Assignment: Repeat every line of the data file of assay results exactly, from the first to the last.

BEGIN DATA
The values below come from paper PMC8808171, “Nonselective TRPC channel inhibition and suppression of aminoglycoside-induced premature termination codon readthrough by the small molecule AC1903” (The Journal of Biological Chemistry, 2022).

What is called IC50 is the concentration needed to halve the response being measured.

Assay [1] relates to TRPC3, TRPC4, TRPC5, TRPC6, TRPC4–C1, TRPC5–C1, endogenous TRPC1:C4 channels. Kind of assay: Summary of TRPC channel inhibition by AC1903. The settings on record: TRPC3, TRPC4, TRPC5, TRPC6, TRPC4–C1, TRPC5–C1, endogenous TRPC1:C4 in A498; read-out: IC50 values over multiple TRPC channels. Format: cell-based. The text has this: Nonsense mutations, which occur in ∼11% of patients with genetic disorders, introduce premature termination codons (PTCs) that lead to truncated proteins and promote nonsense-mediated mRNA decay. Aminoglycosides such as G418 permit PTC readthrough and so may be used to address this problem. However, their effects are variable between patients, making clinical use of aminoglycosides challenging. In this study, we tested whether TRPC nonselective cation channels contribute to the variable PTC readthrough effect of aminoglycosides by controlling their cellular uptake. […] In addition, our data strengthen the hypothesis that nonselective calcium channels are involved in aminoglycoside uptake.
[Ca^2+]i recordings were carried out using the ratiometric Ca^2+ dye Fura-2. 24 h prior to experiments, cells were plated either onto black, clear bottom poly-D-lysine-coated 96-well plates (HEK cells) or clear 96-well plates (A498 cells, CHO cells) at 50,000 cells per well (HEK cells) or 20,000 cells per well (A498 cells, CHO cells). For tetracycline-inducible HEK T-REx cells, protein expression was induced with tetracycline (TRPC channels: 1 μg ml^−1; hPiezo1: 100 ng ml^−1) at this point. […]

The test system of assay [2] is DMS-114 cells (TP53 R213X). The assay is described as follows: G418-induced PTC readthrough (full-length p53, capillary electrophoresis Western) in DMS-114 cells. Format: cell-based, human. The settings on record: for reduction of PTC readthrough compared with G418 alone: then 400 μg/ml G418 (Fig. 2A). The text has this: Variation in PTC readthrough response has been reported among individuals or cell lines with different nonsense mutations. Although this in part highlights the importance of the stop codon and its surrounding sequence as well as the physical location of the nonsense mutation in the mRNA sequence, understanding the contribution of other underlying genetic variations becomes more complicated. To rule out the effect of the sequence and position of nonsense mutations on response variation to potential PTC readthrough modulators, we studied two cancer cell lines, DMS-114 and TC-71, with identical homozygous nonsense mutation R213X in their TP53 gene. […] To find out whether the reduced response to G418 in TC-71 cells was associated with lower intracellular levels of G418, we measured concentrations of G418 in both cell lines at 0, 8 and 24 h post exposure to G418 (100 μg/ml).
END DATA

The values below come from paper PMC8808171, “Nonselective TRPC channel inhibition and suppression of aminoglycoside-induced premature termination codon readthrough by the small molecule AC1903” (The Journal of Biological Chemistry, 2022).

What is called IC50 is the concentration needed to halve the response being measured.

Assay [1] relates to TRPC3, TRPC4, TRPC5, TRPC6, TRPC4–C1, TRPC5–C1, endogenous TRPC1:C4 channels. Kind of assay: Summary of TRPC channel inhibition by AC1903. The settings on record: TRPC3, TRPC4, TRPC5, TRPC6, TRPC4–C1, TRPC5–C1, endogenous TRPC1:C4 in A498; read-out: IC50 values over multiple TRPC channels. Format: cell-based. The text has this: Nonsense mutations, which occur in ∼11% of patients with genetic disorders, introduce premature termination codons (PTCs) that lead to truncated proteins and promote nonsense-mediated mRNA decay. Aminoglycosides such as G418 permit PTC readthrough and so may be used to address this problem. However, their effects are variable between patients, making clinical use of aminoglycosides challenging. In this study, we tested whether TRPC nonselective cation channels contribute to the variable PTC readthrough effect of aminoglycosides by controlling their cellular uptake. […] In addition, our data strengthen the hypothesis that nonselective calcium channels are involved in aminoglycoside uptake.
[Ca^2+]i recordings were carried out using the ratiometric Ca^2+ dye Fura-2. 24 h prior to experiments, cells were plated either onto black, clear bottom poly-D-lysine-coated 96-well plates (HEK cells) or clear 96-well plates (A498 cells, CHO cells) at 50,000 cells per well (HEK cells) or 20,000 cells per well (A498 cells, CHO cells). For tetracycline-inducible HEK T-REx cells, protein expression was induced with tetracycline (TRPC channels: 1 μg ml^−1; hPiezo1: 100 ng ml^−1) at this point. […]

The test system of assay [2] is DMS-114 cells (TP53 R213X). The assay is described as follows: G418-induced PTC readthrough (full-length p53, capillary electrophoresis Western) in DMS-114 cells. Format: cell-based, human. The settings on record: for reduction of PTC readthrough compared with G418 alone: then 400 μg/ml G418 (Fig. 2A). The text has this: Variation in PTC readthrough response has been reported among individuals or cell lines with different nonsense mutations. Although this in part highlights the importance of the stop codon and its surrounding sequence as well as the physical location of the nonsense mutation in the mRNA sequence, understanding the contribution of other underlying genetic variations becomes more complicated. To rule out the effect of the sequence and position of nonsense mutations on response variation to potential PTC readthrough modulators, we studied two cancer cell lines, DMS-114 and TC-71, with identical homozygous nonsense mutation R213X in their TP53 gene. […] To find out whether the reduced response to G418 in TC-71 cells was associated with lower intracellular levels of G418, we measured concentrations of G418 in both cell lines at 0, 8 and 24 h post exposure to G418 (100 μg/ml).